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Monday , 22 July 2024

A full-fledged Consulate at your service

(An excerpt from the speech delivered by Acting Consul General Anthony Mandap during the 12th anniversary of the Soriano-Orodio Foundation and pre-Valentine dinner on 8 February 2020).

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Anthony Mandap | Consular Bulletin
Anthony Mandap | Consular Bulletin
ANTHONY MANDAP is the Philippine Deputy Consul General in Melbourne. He was Deputy Consul General in Vancouver. Anton also worked as a journalist in Malaya and the now-defunct Times Journal. He was also Consul in Caracas, San Francisco and Venezuela. He is a product of the University of the Philippines for his journalism and law degrees.

At the outset, I should take this opportunity to introduce myself and my office, the Consulate General of the Philippines in Melbourne, which has consular jurisdiction over Victoria, South Australia, and Tasmania. 

Ok, I get it. Some people are still confused. “Don’t we already have a consulate in Melbourne?” “Are you still on Queen’s Road,” they ask. I can’t blame them.

It will be hard to let go of Consul Pintado and his team, as they have been the Philippine Consulate here in Melbourne, all these years, and they have done their job splendidly well.

But Consul Pintado and his team are, in a very real sense, volunteers, and they have done this service practically pro bono and for the love of country. I doff my hat to them, as everybody should tonight, so I invite everybody to please stand up and give a round of applause to the outgoing Honorary Consul, as he bows out of office after five years of hard work and dedication.

For proudly holding up the Philippine flag in this region while giving valuable service to our kababayans, Mabuhay ka, Felix!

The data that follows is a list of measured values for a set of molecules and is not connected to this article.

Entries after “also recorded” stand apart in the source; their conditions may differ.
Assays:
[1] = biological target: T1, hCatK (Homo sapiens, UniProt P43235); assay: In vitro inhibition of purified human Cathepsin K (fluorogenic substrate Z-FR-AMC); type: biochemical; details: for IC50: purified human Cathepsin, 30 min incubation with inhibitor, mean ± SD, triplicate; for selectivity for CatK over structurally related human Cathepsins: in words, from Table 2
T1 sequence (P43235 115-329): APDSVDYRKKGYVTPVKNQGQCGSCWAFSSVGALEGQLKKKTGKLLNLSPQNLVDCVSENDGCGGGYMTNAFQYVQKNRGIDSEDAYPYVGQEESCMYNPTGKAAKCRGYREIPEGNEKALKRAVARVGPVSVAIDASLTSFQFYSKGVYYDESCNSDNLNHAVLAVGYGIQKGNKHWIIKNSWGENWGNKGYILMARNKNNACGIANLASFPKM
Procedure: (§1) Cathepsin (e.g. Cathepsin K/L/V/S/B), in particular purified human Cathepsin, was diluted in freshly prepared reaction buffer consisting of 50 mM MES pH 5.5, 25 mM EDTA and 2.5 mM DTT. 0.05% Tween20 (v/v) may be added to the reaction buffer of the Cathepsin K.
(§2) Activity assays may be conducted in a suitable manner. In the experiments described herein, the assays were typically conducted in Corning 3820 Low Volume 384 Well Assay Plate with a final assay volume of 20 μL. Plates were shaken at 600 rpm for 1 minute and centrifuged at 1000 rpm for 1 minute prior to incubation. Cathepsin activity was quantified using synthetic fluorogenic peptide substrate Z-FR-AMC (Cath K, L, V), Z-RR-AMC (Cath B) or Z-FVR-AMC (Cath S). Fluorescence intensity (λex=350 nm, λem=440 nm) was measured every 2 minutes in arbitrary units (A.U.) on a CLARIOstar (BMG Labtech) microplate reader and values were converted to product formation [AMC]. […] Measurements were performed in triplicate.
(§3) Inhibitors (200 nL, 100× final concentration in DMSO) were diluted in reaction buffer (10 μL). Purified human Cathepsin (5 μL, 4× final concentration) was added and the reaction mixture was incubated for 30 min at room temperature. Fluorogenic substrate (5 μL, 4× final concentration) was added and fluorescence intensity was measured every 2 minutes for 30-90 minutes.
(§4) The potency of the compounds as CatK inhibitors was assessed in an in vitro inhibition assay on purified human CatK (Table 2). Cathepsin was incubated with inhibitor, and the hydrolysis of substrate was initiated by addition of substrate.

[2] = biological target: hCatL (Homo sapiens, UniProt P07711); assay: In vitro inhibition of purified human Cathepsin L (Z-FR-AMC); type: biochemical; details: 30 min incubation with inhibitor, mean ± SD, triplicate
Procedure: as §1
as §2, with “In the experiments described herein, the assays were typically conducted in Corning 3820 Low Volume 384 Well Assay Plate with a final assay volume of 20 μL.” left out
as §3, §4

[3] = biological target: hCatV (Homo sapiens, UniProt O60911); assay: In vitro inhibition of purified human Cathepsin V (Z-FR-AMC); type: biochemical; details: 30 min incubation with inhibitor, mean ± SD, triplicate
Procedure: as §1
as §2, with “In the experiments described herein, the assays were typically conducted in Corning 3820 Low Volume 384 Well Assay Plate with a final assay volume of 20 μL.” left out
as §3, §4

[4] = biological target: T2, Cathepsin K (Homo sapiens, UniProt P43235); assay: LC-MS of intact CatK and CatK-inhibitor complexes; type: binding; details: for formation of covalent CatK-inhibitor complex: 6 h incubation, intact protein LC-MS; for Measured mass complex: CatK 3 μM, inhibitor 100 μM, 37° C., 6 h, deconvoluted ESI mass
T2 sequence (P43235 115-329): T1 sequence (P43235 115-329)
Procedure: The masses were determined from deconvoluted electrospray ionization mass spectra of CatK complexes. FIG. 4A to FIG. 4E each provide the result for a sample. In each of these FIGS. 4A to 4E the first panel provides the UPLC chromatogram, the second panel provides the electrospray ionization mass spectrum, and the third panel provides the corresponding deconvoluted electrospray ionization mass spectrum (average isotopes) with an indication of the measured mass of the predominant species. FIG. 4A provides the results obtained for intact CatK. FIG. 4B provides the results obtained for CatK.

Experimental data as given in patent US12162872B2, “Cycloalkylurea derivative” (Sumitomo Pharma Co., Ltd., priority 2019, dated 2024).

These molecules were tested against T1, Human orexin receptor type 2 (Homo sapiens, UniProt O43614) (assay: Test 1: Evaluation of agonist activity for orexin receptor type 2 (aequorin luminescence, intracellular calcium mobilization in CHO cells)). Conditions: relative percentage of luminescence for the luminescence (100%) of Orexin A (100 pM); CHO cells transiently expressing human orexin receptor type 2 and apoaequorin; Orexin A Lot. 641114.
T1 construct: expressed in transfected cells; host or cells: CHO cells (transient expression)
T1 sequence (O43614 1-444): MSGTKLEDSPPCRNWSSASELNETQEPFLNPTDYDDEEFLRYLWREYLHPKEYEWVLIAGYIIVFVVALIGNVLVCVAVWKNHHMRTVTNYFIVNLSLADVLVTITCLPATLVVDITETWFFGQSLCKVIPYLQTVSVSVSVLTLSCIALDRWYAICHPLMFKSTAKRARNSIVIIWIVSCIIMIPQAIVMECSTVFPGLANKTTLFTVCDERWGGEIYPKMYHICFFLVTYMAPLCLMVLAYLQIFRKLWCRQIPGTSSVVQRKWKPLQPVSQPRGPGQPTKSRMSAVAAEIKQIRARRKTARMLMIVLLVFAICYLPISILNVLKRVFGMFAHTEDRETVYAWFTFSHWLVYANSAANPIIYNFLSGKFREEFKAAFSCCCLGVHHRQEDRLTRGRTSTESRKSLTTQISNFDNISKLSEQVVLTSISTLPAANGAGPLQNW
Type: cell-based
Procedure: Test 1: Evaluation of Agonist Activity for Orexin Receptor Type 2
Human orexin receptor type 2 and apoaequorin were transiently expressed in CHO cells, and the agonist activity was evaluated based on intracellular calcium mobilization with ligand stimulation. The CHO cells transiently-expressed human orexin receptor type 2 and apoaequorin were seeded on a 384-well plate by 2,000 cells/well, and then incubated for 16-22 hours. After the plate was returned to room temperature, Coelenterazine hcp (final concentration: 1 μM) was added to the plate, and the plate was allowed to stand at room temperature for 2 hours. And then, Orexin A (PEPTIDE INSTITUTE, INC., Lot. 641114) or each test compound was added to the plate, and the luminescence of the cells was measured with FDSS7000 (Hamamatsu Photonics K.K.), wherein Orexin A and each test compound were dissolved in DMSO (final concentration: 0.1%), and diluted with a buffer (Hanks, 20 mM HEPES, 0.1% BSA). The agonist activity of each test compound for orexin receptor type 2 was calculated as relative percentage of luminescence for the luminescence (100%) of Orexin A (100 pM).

We, on the other hand, are a full-fledged career consulate, and as such, we will be providing a broader range of services. We owe it to our burgeoning Filipino community to have a larger presence here, so you won’t need to go to Canberra or Sydney, for instance, for your passport renewal, or wait for them to come here. That will be coming soon—hopefully by March–if our personnel and equipment get here soon. 

Passport services is the key addition to what the honorary consulate has been providing: visas, notarial services (that means your affidavits and SPAs); civil registry (that means registering births and marriages and deaths of overseas Filipinos with the Philippine civil registry or PSA, which is what used to be NSO; assistance to nationals (these are special forms of assistance to Filipinos in distress situations, like victims of calamities and disasters, such as those affected by the recent bushfires, as well as those enmeshed in legal, labor or immigration issues). 

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We will also begin receiving applications for dual citizenship, or citizenship retention or reacquisition under Republic Act 9225. This is one topic that’s close to my heart, so I welcome questions and opportunities to speak and expound on this topic, for those interested to learn more. 

As a fully-staffed career consulate, we also have a role to play in the various areas of diplomacy—political and security partnerships with Australia; economic diplomacy, meaning the promotion of economic, trade, investment and tourism cooperation between the two countries (and we will lean as well on the Filipino community on this); and, of course, cultural exchanges and cooperation. 

Suffice it to say that we have a big job ahead, and we have to be up to the challenge. 

But we shall depend heavily on the Filipino-Australian community, whom we consider our valuable partner in these endeavors. In a community forum last Tuesday, I referred to the Filipino community here in Melbourne as one of the most highly educated, informed, articulate and socially-aware and caring Filipino communities overseas. Trust me: I meant every word I said.  

While we applaud our gains in international cooperation, we must be wary of the dire effects of globalisation, such as the spread of terror, and the outbreak of pandemics like the deadly novel coronavirus which has claimed hundreds of lives and continues to confound our leaders, while scientists scramble for a solution.

At no time has unity and concerted effort been more sorely needed—globally and domestically—to fight common problems and find coordinated solutions.

The message applies with equal force to our community here. It’s time to transcend differences and focus on what can unite us—believe me, there are more things we have in common than we care to accept. Let us begin building bridges again. 

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